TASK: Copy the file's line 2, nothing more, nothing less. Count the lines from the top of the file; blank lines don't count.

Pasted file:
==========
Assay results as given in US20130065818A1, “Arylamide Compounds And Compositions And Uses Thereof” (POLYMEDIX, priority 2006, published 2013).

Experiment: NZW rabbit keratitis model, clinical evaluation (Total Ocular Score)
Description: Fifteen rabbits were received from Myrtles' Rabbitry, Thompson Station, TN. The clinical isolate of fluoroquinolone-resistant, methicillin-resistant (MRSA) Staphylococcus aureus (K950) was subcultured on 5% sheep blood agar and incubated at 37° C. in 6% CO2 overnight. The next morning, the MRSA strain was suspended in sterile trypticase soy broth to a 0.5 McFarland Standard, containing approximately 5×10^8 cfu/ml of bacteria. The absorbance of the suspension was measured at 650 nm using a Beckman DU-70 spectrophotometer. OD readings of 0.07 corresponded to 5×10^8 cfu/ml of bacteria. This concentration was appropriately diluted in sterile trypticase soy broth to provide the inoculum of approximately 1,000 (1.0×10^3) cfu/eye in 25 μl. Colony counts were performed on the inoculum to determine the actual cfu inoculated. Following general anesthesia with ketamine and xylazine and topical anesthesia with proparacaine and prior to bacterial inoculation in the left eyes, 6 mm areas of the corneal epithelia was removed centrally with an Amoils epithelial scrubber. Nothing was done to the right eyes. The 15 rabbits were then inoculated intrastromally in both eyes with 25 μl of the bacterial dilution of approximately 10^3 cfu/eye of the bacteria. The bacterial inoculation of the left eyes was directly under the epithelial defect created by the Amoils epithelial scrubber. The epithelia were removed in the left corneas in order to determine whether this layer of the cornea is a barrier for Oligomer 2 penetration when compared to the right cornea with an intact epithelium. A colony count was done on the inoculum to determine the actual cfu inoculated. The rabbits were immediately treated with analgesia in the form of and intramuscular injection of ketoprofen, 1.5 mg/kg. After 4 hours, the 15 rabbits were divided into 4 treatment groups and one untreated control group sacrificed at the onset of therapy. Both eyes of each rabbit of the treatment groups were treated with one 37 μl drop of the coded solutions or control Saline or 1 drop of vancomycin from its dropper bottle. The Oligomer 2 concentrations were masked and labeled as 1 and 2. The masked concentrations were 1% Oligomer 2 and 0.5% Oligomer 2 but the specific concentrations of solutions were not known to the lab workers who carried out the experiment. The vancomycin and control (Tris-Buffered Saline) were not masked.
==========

Experiment: NZW rabbit keratitis model, clinical evaluation (Total Ocular Score)